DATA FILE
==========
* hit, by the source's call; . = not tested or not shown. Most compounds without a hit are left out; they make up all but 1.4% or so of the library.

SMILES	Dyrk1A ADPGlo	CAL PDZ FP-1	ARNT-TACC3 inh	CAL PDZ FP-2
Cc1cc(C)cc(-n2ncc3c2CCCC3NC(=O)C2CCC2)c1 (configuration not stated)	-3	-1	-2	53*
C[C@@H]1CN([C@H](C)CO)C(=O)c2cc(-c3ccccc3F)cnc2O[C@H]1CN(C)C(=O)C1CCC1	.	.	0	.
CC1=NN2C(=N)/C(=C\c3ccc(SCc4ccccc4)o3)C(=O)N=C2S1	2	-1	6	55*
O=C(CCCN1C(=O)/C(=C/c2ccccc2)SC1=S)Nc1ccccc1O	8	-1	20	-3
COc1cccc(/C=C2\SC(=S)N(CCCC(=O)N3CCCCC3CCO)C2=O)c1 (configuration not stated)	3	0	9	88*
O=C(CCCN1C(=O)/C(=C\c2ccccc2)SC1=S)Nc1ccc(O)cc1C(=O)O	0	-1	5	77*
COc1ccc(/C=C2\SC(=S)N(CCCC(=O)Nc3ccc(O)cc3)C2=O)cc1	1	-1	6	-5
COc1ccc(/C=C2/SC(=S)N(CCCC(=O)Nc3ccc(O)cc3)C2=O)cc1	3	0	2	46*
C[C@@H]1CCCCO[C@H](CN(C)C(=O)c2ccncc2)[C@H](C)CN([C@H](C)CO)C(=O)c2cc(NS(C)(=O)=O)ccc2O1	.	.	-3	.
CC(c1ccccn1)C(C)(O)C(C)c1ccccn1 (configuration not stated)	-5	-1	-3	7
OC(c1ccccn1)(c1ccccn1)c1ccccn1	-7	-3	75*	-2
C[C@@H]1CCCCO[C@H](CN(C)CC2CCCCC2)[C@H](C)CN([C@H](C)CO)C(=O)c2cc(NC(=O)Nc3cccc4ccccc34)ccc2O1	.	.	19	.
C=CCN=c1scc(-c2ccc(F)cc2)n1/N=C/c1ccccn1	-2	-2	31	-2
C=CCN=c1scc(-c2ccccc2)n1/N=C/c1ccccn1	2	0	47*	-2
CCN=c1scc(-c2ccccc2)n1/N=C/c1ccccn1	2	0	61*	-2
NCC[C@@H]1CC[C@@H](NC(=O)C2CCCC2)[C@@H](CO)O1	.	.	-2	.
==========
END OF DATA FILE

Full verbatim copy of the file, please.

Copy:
* hit, by the source's call; . = not tested or not shown. Most compounds without a hit are left out; they make up all but 1.4% or so of the library.

SMILES	Dyrk1A ADPGlo	CAL PDZ FP-1	ARNT-TACC3 inh	CAL PDZ FP-2
Cc1cc(C)cc(-n2ncc3c2CCCC3NC(=O)C2CCC2)c1 (configuration not stated)	-3	-1	-2	53*
C[C@@H]1CN([C@H](C)CO)C(=O)c2cc(-c3ccccc3F)cnc2O[C@H]1CN(C)C(=O)C1CCC1	.	.	0	.
CC1=NN2C(=N)/C(=C\c3ccc(SCc4ccccc4)o3)C(=O)N=C2S1	2	-1	6	55*
O=C(CCCN1C(=O)/C(=C/c2ccccc2)SC1=S)Nc1ccccc1O	8	-1	20	-3
COc1cccc(/C=C2\SC(=S)N(CCCC(=O)N3CCCCC3CCO)C2=O)c1 (configuration not stated)	3	0	9	88*
O=C(CCCN1C(=O)/C(=C\c2ccccc2)SC1=S)Nc1ccc(O)cc1C(=O)O	0	-1	5	77*
COc1ccc(/C=C2\SC(=S)N(CCCC(=O)Nc3ccc(O)cc3)C2=O)cc1	1	-1	6	-5
COc1ccc(/C=C2/SC(=S)N(CCCC(=O)Nc3ccc(O)cc3)C2=O)cc1	3	0	2	46*
C[C@@H]1CCCCO[C@H](CN(C)C(=O)c2ccncc2)[C@H](C)CN([C@H](C)CO)C(=O)c2cc(NS(C)(=O)=O)ccc2O1	.	.	-3	.
CC(c1ccccn1)C(C)(O)C(C)c1ccccn1 (configuration not stated)	-5	-1	-3	7
OC(c1ccccn1)(c1ccccn1)c1ccccn1	-7	-3	75*	-2
C[C@@H]1CCCCO[C@H](CN(C)CC2CCCCC2)[C@H](C)CN([C@H](C)CO)C(=O)c2cc(NC(=O)Nc3cccc4ccccc34)ccc2O1	.	.	19	.
C=CCN=c1scc(-c2ccc(F)cc2)n1/N=C/c1ccccn1	-2	-2	31	-2
C=CCN=c1scc(-c2ccccc2)n1/N=C/c1ccccn1	2	0	47*	-2
CCN=c1scc(-c2ccccc2)n1/N=C/c1ccccn1	2	0	61*	-2
NCC[C@@H]1CC[C@@H](NC(=O)C2CCCC2)[C@@H](CO)O1	.	.	-2	.